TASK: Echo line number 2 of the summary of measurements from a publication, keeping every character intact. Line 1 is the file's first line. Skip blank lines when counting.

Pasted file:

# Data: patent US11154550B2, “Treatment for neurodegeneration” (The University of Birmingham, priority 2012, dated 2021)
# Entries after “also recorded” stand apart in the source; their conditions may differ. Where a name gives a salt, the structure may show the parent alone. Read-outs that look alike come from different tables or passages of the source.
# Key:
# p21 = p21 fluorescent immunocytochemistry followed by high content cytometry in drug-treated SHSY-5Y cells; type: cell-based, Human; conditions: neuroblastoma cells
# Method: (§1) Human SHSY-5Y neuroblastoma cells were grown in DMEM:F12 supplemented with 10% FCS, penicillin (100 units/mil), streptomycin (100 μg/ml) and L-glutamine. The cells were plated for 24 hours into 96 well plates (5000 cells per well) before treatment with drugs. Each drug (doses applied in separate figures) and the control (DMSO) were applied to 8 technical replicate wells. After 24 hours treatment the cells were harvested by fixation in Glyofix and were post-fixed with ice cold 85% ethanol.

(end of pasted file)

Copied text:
# Entries after “also recorded” stand apart in the source; their conditions may differ. Where a name gives a salt, the structure may show the parent alone. Read-outs that look alike come from different tables or passages of the source.